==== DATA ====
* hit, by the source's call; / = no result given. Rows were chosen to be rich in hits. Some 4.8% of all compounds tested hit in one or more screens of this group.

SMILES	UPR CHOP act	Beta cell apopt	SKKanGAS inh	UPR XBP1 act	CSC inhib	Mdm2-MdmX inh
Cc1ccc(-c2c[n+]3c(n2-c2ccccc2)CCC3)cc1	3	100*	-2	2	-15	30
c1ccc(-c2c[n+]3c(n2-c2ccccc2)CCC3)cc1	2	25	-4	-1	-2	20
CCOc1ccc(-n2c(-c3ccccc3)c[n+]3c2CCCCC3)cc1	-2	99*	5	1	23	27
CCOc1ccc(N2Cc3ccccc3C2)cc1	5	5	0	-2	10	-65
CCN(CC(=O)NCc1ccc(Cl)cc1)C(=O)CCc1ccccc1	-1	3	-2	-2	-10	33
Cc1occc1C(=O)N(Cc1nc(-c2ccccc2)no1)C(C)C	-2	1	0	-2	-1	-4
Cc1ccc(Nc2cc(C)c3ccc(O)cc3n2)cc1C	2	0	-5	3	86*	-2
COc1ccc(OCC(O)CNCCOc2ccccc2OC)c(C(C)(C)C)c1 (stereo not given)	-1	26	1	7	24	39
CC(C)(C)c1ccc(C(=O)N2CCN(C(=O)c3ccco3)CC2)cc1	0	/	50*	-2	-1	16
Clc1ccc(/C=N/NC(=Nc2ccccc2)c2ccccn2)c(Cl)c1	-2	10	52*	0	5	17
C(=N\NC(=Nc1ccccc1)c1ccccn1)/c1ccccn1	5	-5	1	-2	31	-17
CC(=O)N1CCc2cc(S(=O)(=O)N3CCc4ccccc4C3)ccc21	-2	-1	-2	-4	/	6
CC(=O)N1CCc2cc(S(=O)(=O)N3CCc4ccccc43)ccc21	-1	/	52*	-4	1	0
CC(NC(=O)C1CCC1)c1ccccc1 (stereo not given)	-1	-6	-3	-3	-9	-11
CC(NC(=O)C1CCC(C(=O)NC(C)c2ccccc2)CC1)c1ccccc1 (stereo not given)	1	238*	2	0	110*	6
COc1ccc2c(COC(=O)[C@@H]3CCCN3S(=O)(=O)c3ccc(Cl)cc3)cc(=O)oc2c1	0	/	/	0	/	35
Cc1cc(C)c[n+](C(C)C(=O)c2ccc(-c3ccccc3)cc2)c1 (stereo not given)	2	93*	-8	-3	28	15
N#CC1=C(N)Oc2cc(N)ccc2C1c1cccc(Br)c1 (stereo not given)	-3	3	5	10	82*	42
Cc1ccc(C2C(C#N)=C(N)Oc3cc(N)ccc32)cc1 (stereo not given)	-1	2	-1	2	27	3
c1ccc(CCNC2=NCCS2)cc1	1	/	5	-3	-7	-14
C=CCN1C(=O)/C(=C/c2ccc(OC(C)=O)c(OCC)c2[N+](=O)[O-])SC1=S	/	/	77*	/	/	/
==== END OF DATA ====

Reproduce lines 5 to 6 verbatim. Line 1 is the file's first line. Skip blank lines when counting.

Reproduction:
CCOc1ccc(-n2c(-c3ccccc3)c[n+]3c2CCCCC3)cc1	-2	99*	5	1	23	27
CCOc1ccc(N2Cc3ccccc3C2)cc1	5	5	0	-2	10	-65